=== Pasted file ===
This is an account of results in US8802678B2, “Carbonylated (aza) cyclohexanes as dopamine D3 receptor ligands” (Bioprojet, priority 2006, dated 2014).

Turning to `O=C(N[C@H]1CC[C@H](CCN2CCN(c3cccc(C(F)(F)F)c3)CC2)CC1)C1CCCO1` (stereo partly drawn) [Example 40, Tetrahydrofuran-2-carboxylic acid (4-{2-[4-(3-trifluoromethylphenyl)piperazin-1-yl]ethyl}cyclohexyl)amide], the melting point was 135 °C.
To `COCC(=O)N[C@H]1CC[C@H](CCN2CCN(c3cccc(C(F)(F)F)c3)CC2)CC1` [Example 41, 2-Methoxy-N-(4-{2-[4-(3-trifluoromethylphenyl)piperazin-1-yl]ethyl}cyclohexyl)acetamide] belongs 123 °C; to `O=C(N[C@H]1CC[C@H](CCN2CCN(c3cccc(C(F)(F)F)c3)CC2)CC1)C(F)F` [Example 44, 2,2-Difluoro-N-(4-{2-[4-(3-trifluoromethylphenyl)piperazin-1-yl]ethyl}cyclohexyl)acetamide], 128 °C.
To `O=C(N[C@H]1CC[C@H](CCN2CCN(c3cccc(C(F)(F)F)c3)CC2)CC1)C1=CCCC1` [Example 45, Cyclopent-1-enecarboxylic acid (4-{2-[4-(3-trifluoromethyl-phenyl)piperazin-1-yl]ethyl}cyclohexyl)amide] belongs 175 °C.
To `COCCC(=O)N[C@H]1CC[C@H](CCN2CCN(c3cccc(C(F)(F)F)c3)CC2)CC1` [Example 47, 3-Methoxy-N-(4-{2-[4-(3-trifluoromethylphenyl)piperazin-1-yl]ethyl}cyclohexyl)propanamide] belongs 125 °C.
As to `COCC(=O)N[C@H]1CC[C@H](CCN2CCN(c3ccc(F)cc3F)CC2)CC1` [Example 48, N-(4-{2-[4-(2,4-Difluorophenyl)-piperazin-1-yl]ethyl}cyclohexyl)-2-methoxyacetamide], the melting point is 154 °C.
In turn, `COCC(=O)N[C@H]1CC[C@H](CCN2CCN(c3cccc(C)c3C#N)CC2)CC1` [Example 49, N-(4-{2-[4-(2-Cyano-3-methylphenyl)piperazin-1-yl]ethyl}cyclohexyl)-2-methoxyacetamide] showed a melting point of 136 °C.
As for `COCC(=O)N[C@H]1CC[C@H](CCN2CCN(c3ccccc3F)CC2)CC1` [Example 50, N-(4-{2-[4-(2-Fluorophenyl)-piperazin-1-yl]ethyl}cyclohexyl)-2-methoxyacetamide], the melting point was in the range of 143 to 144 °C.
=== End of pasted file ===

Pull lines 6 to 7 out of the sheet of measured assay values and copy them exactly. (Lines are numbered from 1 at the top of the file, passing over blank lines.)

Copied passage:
As to `COCC(=O)N[C@H]1CC[C@H](CCN2CCN(c3ccc(F)cc3F)CC2)CC1` [Example 48, N-(4-{2-[4-(2,4-Difluorophenyl)-piperazin-1-yl]ethyl}cyclohexyl)-2-methoxyacetamide], the melting point is 154 °C.
In turn, `COCC(=O)N[C@H]1CC[C@H](CCN2CCN(c3cccc(C)c3C#N)CC2)CC1` [Example 49, N-(4-{2-[4-(2-Cyano-3-methylphenyl)piperazin-1-yl]ethyl}cyclohexyl)-2-methoxyacetamide] showed a melting point of 136 °C.